Read by QxMD icon Read

Sports injuries, hypermobility, beighton,

Ross Armstrong, Dr Matt Greig
OBJECTIVES: To determine the efficacy of using the Beighton joint hypermobility score as a predictor of Brighton criteria components, considering the influence of gender and sports participation. DESIGN: Cross sectional study design. SETTING: A University. PARTICIPANTS: Sixty-five female rugby players, 38 male rugby players, 61 netball players, 42 female dancers, 40 male controls and 40 female controls. MAIN OUTCOME MEASURES: The Beighton score was assessed using the Beighton and Horan Joint Mobility Index...
April 20, 2018: Physical Therapy in Sport
Bojan Bukva, Goran Vrgoč, Dejan Madić, Goran Sporiš, Nebojša Trajković
BACKGROUND: Generalized Joint Hypermobility (GJH) is suggested as a contributing factor for injuries in young athletes and adults. It is presumed that GJH causes decreased joint stability, thereby increasing the risk of joint and soft tissue injuries during sports activities. The aim of this study was to determine the correlation between the hypermobility rate (using the Beighton`s modification of the Carter-Wilkinson criteria of hypermobility) in gymnasts and injury rate, during the period of one year...
January 10, 2018: Journal of Sports Medicine and Physical Fitness
Heidi Schmidt, Trine Lykke Pedersen, Tina Junge, Raoul Engelbert, Birgit Juul-Kristensen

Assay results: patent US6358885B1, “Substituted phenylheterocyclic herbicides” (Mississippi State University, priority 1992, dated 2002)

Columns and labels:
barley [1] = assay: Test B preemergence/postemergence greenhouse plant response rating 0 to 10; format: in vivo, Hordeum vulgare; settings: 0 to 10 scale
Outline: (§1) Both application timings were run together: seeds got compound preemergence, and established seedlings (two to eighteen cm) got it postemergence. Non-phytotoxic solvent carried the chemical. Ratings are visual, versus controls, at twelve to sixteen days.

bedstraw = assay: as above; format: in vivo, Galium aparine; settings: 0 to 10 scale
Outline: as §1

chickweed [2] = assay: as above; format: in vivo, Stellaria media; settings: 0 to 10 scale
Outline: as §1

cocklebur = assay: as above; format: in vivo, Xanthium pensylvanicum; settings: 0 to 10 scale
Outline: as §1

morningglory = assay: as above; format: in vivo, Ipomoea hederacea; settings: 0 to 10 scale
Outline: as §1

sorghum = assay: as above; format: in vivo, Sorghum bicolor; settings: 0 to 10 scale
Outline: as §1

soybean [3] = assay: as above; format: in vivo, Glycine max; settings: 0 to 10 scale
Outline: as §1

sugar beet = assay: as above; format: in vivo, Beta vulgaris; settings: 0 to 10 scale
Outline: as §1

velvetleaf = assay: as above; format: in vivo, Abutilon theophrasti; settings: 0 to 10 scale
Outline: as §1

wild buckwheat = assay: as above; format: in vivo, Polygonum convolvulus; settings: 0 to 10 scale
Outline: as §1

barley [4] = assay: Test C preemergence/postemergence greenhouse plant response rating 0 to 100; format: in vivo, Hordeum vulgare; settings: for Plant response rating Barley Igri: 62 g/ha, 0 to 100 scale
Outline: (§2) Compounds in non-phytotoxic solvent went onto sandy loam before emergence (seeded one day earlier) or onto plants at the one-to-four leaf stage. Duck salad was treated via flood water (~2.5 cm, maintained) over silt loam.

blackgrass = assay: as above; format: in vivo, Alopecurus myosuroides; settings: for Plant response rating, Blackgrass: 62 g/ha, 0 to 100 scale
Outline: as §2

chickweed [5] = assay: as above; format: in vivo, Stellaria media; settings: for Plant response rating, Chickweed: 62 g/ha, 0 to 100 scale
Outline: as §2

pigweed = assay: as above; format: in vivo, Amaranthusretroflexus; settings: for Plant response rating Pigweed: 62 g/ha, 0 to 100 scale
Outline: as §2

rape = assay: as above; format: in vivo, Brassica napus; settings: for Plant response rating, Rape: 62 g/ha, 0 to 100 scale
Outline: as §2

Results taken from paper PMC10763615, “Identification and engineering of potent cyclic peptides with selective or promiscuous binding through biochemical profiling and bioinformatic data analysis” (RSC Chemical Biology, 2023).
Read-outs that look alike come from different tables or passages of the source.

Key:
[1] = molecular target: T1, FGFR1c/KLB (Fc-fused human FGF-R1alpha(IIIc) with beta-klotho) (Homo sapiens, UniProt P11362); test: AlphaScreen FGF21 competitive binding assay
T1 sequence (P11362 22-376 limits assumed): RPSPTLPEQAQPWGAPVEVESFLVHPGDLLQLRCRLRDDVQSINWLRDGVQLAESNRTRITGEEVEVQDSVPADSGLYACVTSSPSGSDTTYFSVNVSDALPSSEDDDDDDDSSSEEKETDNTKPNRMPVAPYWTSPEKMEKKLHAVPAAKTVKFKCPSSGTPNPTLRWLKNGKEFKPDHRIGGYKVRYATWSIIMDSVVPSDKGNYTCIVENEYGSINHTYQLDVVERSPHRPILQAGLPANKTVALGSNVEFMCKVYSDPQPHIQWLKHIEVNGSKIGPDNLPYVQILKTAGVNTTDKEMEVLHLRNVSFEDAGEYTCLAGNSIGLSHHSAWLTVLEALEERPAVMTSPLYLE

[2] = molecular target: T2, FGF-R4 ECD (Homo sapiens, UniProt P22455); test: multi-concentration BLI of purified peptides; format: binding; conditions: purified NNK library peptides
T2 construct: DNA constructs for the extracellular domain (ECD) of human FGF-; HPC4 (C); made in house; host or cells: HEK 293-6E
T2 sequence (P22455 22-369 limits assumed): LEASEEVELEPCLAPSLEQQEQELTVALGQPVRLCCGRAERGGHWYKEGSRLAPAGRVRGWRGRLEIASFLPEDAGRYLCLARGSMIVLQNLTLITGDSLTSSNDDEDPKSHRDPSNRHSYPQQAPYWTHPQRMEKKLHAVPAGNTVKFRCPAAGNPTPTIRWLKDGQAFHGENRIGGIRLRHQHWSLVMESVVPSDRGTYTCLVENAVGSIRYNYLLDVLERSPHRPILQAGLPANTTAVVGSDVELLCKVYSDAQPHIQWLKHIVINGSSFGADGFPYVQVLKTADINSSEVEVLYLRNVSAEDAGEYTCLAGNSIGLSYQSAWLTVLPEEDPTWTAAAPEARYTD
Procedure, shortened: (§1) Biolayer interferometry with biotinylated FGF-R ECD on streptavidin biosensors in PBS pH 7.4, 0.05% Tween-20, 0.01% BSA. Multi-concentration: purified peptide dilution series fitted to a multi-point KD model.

Study Design Cross-sectional. Background Generalized joint hypermobility (GJH) may increase pain and likelihood of injuries and also decrease function and health-related quality of life (HRQoL) in elite-level adolescent athletes. Objective To assess the prevalence of GJH in elite-level adolescent athletes, and to study the association of GJH with pain, function, HRQoL, and musculoskeletal injuries. Methods A total of 132 elite-level adolescent athletes (36 adolescent boys, 96 adolescent girls; mean ± SD age, 14...
October 2017: Journal of Orthopaedic and Sports Physical Therapy
A S Piantkovskiĭ
The article presents a diagnosis of dysplasia of connective tissue in athletes, where the most important are the methods of clinical assessment using diagnostic tests and rating scales manifestation of connective tissue dysplasia. Evaluation of patients with suspected connective tissue dysplasia should include inspection of an ophthalmologist, orthopedic trauma, cardiology. Should also be carried out by criteria diagnosis degree of connective tissue dysplasia by T. Y. Smolnova (2003) (Large and small diagnostic criteria), which include: increased skin extensibility, joint hypermobility (sprain, dislocation and subluxation, flat feet), muscle hypotonia, a hereditary predisposition to the disease, evaluation of signs joint hypermobility (Beighton criteria)...
2012: Likars'ka Sprava
Birgit Juul-Kristensen, Henrik Hansen, Erik B Simonsen, Tine Alkjær, Jens Halkjær Kristensen, Bente Rona Jensen, Lars Remvig
PURPOSE: Knee function is reduced in patients with Benign Joint Hypermobility Syndrome. The aim was to study knee function in children and adults with Generalised Joint Hypermobility (GJH) and Non-GJH (NGJH)). MATERIALS AND METHODS: In a matched comparative study, 39 children and 36 adults (mean age children 10.2 years; adults 40.3 years) were included, comprising 19 children and 18 adults with GJH (Beighton ≥ 5/9; Beighton ≥ 4/9), minimum one hypermobile knee, no knee pain (children), and 20 children and 18 adults with NGJH (Beighton <5; Beighton <4)...
December 2012: Knee
Matt D Konopinski, Gareth J Jones, Mark I Johnson